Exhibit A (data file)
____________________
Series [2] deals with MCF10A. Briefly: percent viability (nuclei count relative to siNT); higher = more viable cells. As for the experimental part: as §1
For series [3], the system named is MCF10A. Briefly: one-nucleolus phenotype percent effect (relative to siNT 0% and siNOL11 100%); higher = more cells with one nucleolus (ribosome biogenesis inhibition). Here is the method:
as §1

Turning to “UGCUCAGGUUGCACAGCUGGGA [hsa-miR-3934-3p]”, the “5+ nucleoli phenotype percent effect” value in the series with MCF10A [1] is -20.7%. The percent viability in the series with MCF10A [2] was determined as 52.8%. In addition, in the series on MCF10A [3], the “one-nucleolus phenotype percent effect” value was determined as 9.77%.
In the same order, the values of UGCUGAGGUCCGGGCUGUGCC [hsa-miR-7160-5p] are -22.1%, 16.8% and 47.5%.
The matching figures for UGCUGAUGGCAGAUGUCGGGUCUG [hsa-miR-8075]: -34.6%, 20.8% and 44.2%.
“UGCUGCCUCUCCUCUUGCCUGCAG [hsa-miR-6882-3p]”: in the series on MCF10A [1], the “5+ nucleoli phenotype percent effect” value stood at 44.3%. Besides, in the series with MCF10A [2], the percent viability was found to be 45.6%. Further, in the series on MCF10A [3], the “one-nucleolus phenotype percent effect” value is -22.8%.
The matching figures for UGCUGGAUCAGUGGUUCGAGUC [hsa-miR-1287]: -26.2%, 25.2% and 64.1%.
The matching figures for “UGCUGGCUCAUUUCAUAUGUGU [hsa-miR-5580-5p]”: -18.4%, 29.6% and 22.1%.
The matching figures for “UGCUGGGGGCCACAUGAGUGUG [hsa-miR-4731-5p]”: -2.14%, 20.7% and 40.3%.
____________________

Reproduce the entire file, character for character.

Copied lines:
Series [2] deals with MCF10A. Briefly: percent viability (nuclei count relative to siNT); higher = more viable cells. As for the experimental part: as §1
For series [3], the system named is MCF10A. Briefly: one-nucleolus phenotype percent effect (relative to siNT 0% and siNOL11 100%); higher = more cells with one nucleolus (ribosome biogenesis inhibition). Here is the method:
as §1

Turning to “UGCUCAGGUUGCACAGCUGGGA [hsa-miR-3934-3p]”, the “5+ nucleoli phenotype percent effect” value in the series with MCF10A [1] is -20.7%. The percent viability in the series with MCF10A [2] was determined as 52.8%. In addition, in the series on MCF10A [3], the “one-nucleolus phenotype percent effect” value was determined as 9.77%.
In the same order, the values of UGCUGAGGUCCGGGCUGUGCC [hsa-miR-7160-5p] are -22.1%, 16.8% and 47.5%.
The matching figures for UGCUGAUGGCAGAUGUCGGGUCUG [hsa-miR-8075]: -34.6%, 20.8% and 44.2%.
“UGCUGCCUCUCCUCUUGCCUGCAG [hsa-miR-6882-3p]”: in the series on MCF10A [1], the “5+ nucleoli phenotype percent effect” value stood at 44.3%. Besides, in the series with MCF10A [2], the percent viability was found to be 45.6%. Further, in the series on MCF10A [3], the “one-nucleolus phenotype percent effect” value is -22.8%.
The matching figures for UGCUGGAUCAGUGGUUCGAGUC [hsa-miR-1287]: -26.2%, 25.2% and 64.1%.
The matching figures for “UGCUGGCUCAUUUCAUAUGUGU [hsa-miR-5580-5p]”: -18.4%, 29.6% and 22.1%.
The matching figures for “UGCUGGGGGCCACAUGAGUGUG [hsa-miR-4731-5p]”: -2.14%, 20.7% and 40.3%.